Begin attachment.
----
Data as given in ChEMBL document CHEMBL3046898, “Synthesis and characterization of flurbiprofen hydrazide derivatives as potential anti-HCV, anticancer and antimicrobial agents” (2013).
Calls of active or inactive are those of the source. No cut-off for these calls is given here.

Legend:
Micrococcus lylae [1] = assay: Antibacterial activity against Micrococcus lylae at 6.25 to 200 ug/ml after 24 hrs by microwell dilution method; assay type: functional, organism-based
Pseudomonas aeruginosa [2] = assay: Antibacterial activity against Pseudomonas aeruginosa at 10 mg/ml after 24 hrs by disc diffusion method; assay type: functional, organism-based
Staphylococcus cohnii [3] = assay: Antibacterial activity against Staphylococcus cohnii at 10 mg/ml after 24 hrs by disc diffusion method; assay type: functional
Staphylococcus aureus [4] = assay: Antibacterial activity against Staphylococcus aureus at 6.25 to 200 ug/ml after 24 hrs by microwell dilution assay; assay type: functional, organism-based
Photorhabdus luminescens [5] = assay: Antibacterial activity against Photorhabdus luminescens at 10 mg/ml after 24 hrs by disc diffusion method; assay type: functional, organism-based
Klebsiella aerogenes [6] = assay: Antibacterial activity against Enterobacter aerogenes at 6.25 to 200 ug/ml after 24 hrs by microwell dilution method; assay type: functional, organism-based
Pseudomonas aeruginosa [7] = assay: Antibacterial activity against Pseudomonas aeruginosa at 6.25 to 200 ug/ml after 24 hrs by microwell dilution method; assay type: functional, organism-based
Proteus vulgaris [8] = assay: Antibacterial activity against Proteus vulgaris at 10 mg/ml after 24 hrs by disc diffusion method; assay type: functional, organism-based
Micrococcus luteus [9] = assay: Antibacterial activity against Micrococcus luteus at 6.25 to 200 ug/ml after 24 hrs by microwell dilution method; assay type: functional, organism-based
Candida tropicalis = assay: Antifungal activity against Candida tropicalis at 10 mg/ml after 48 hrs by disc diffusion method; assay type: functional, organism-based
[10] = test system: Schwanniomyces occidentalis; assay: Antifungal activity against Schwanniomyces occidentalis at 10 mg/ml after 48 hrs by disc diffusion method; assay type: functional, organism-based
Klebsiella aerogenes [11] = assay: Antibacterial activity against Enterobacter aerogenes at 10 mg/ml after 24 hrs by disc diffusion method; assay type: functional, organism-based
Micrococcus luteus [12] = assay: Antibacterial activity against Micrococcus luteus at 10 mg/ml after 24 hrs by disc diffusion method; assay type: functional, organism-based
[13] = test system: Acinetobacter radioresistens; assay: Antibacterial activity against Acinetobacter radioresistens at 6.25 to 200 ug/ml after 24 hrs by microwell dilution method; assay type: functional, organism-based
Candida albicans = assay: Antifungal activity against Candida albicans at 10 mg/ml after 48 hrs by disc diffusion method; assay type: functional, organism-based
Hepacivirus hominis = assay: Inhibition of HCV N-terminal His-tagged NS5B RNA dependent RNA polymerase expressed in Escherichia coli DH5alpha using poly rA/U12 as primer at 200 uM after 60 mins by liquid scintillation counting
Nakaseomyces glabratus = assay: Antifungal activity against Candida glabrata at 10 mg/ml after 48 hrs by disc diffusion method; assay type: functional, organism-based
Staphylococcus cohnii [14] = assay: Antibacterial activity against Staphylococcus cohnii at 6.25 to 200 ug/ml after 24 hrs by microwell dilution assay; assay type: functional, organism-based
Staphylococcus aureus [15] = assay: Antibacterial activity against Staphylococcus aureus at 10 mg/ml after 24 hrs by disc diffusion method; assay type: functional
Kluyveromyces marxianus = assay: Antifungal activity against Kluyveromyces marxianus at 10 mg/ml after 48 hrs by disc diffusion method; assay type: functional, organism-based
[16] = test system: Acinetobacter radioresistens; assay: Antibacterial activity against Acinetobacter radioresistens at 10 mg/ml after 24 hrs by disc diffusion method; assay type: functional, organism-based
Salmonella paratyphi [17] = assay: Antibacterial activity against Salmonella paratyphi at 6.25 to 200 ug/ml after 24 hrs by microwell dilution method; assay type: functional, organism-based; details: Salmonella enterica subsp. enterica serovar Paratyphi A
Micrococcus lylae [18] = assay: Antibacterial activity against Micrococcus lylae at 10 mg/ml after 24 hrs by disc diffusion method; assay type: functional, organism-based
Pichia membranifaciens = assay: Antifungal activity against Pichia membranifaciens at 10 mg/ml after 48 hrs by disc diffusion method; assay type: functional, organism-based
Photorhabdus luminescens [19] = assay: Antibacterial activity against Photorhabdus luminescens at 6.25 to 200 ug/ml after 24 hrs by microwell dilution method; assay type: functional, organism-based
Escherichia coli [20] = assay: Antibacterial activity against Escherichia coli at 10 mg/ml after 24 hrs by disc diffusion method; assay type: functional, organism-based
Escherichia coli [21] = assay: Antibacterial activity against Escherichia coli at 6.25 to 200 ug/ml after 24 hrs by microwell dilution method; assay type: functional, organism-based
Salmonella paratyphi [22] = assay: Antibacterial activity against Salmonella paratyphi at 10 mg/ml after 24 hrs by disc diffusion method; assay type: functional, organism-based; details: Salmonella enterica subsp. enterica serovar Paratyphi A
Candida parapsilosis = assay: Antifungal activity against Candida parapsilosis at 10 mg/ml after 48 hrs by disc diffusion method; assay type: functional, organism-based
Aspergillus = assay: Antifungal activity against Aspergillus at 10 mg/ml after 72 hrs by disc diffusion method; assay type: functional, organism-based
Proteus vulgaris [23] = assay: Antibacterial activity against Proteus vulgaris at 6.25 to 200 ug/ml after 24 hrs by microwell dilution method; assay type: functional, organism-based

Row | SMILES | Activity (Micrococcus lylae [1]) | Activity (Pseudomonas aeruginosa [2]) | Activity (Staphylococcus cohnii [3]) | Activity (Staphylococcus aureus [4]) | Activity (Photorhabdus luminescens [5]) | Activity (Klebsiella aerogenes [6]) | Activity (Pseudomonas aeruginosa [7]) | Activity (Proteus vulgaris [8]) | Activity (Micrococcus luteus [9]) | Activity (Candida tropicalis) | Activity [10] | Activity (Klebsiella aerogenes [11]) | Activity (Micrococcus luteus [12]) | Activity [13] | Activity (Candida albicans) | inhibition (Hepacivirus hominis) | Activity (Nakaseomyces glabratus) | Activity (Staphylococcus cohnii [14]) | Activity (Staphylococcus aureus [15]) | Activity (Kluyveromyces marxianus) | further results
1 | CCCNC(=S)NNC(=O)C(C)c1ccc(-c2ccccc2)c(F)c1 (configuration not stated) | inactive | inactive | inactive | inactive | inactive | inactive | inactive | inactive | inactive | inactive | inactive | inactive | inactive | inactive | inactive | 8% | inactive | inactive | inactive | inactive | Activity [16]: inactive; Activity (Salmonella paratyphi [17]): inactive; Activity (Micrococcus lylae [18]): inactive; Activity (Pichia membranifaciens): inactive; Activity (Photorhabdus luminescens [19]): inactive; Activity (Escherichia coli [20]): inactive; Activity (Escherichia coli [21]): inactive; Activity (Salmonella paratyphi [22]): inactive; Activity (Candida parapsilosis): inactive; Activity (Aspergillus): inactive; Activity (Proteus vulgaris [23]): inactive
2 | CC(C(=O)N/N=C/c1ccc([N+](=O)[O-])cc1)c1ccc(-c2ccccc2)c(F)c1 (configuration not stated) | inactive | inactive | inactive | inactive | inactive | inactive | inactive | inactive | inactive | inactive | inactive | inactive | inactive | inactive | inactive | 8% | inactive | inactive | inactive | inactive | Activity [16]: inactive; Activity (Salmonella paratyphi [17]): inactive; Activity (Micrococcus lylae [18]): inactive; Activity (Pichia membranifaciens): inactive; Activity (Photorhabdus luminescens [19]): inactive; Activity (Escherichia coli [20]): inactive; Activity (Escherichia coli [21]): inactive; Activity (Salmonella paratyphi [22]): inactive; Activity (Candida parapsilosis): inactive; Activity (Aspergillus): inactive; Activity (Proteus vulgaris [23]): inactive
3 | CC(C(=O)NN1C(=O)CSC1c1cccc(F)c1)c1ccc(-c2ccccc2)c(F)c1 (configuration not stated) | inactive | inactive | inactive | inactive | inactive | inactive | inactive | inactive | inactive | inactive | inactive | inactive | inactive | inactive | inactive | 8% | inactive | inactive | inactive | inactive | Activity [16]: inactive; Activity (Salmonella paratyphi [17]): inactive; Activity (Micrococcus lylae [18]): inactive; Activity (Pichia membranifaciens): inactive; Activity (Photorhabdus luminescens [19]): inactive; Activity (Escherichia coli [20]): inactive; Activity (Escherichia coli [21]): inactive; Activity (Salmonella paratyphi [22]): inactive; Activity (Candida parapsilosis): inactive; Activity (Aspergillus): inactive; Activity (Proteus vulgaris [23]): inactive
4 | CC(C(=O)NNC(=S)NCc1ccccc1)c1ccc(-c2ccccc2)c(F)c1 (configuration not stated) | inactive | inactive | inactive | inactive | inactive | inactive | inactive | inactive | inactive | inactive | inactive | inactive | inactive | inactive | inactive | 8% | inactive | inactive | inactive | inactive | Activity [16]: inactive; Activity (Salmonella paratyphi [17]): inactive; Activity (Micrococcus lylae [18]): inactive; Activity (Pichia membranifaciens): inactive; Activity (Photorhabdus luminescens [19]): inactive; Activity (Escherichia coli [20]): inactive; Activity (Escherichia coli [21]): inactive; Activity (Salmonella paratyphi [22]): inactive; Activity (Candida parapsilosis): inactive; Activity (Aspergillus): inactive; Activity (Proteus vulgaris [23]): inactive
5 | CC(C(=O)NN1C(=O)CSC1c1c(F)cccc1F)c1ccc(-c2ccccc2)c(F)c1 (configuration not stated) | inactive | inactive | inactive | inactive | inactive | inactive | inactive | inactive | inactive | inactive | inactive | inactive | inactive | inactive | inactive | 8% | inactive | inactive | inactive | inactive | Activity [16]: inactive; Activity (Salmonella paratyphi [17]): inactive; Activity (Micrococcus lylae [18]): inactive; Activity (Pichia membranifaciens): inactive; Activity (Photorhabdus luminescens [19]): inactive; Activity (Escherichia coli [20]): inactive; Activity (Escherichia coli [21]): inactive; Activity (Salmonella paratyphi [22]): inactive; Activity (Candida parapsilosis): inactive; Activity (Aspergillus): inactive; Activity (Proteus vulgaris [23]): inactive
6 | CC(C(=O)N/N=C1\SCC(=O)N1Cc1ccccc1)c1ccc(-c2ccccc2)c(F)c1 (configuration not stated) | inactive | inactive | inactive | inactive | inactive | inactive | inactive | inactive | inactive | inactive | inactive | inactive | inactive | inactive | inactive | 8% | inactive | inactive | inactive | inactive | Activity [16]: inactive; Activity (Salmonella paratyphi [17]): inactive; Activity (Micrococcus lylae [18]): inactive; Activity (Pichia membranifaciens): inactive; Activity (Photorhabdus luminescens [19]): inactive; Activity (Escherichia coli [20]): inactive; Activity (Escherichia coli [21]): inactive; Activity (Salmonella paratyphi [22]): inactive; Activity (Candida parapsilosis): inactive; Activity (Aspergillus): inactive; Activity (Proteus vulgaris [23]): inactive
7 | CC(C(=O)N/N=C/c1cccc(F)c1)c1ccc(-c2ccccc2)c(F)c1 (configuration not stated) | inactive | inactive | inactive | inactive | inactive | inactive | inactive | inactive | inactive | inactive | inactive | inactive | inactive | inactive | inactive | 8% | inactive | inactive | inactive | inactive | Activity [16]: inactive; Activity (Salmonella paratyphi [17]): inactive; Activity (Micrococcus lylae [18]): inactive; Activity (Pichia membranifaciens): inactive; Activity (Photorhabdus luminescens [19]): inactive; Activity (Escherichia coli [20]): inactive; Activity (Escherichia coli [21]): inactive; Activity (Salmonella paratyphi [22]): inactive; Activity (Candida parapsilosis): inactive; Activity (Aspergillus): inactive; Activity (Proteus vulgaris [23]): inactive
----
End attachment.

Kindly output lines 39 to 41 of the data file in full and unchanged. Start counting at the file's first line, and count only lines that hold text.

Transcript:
4 | CC(C(=O)NNC(=S)NCc1ccccc1)c1ccc(-c2ccccc2)c(F)c1 (configuration not stated) | inactive | inactive | inactive | inactive | inactive | inactive | inactive | inactive | inactive | inactive | inactive | inactive | inactive | inactive | inactive | 8% | inactive | inactive | inactive | inactive | Activity [16]: inactive; Activity (Salmonella paratyphi [17]): inactive; Activity (Micrococcus lylae [18]): inactive; Activity (Pichia membranifaciens): inactive; Activity (Photorhabdus luminescens [19]): inactive; Activity (Escherichia coli [20]): inactive; Activity (Escherichia coli [21]): inactive; Activity (Salmonella paratyphi [22]): inactive; Activity (Candida parapsilosis): inactive; Activity (Aspergillus): inactive; Activity (Proteus vulgaris [23]): inactive
5 | CC(C(=O)NN1C(=O)CSC1c1c(F)cccc1F)c1ccc(-c2ccccc2)c(F)c1 (configuration not stated) | inactive | inactive | inactive | inactive | inactive | inactive | inactive | inactive | inactive | inactive | inactive | inactive | inactive | inactive | inactive | 8% | inactive | inactive | inactive | inactive | Activity [16]: inactive; Activity (Salmonella paratyphi [17]): inactive; Activity (Micrococcus lylae [18]): inactive; Activity (Pichia membranifaciens): inactive; Activity (Photorhabdus luminescens [19]): inactive; Activity (Escherichia coli [20]): inactive; Activity (Escherichia coli [21]): inactive; Activity (Salmonella paratyphi [22]): inactive; Activity (Candida parapsilosis): inactive; Activity (Aspergillus): inactive; Activity (Proteus vulgaris [23]): inactive
6 | CC(C(=O)N/N=C1\SCC(=O)N1Cc1ccccc1)c1ccc(-c2ccccc2)c(F)c1 (configuration not stated) | inactive | inactive | inactive | inactive | inactive | inactive | inactive | inactive | inactive | inactive | inactive | inactive | inactive | inactive | inactive | 8% | inactive | inactive | inactive | inactive | Activity [16]: inactive; Activity (Salmonella paratyphi [17]): inactive; Activity (Micrococcus lylae [18]): inactive; Activity (Pichia membranifaciens): inactive; Activity (Photorhabdus luminescens [19]): inactive; Activity (Escherichia coli [20]): inactive; Activity (Escherichia coli [21]): inactive; Activity (Salmonella paratyphi [22]): inactive; Activity (Candida parapsilosis): inactive; Activity (Aspergillus): inactive; Activity (Proteus vulgaris [23]): inactive